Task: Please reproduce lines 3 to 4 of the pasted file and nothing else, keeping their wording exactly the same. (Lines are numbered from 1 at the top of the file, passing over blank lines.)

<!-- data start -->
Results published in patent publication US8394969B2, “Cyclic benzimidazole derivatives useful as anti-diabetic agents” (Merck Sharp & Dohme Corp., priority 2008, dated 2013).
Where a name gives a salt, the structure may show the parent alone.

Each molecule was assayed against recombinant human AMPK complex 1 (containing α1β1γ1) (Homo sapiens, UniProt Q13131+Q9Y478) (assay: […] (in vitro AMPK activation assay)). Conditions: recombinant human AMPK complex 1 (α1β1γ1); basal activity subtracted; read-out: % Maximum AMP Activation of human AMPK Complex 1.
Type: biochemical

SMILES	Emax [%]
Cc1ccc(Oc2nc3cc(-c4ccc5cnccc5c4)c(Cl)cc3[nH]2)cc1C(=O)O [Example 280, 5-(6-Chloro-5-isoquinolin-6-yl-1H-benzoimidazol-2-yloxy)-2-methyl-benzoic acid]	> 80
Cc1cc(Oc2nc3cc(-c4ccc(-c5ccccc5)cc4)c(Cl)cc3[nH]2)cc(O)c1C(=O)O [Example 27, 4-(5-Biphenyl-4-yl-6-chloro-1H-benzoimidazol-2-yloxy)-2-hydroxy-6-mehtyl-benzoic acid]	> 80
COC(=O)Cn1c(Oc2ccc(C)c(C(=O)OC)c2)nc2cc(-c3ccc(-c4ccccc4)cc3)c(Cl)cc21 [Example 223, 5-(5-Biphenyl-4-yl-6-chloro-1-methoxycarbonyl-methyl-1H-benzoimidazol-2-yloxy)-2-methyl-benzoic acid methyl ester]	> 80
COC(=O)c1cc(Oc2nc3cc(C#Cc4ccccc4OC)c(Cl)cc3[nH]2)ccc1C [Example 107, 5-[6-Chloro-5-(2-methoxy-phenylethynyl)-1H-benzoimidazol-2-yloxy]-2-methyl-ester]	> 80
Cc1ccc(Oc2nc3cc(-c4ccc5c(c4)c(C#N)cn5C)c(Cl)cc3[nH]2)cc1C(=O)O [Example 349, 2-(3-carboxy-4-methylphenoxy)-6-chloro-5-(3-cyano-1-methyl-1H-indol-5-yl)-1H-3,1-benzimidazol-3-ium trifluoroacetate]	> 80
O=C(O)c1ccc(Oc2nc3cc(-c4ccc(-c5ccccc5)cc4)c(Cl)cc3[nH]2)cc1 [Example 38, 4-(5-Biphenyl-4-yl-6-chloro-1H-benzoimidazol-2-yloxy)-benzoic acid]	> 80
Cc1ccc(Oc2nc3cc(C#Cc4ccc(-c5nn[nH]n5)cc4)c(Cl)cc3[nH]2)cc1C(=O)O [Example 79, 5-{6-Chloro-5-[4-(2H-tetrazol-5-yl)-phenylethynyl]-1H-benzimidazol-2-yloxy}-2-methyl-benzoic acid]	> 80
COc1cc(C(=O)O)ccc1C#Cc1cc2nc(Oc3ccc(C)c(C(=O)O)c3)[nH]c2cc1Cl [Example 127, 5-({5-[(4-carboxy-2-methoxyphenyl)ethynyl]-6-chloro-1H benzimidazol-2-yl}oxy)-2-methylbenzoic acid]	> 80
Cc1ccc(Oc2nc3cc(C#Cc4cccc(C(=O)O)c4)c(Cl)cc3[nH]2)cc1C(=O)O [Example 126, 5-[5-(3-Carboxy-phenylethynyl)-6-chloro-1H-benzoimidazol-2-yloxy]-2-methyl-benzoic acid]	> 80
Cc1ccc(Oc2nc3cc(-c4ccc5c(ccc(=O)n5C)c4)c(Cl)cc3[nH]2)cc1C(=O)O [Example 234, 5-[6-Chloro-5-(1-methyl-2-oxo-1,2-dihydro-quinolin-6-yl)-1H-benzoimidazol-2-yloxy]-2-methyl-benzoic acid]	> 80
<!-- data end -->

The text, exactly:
Each molecule was assayed against recombinant human AMPK complex 1 (containing α1β1γ1) (Homo sapiens, UniProt Q13131+Q9Y478) (assay: […] (in vitro AMPK activation assay)). Conditions: recombinant human AMPK complex 1 (α1β1γ1); basal activity subtracted; read-out: % Maximum AMP Activation of human AMPK Complex 1.
Type: biochemical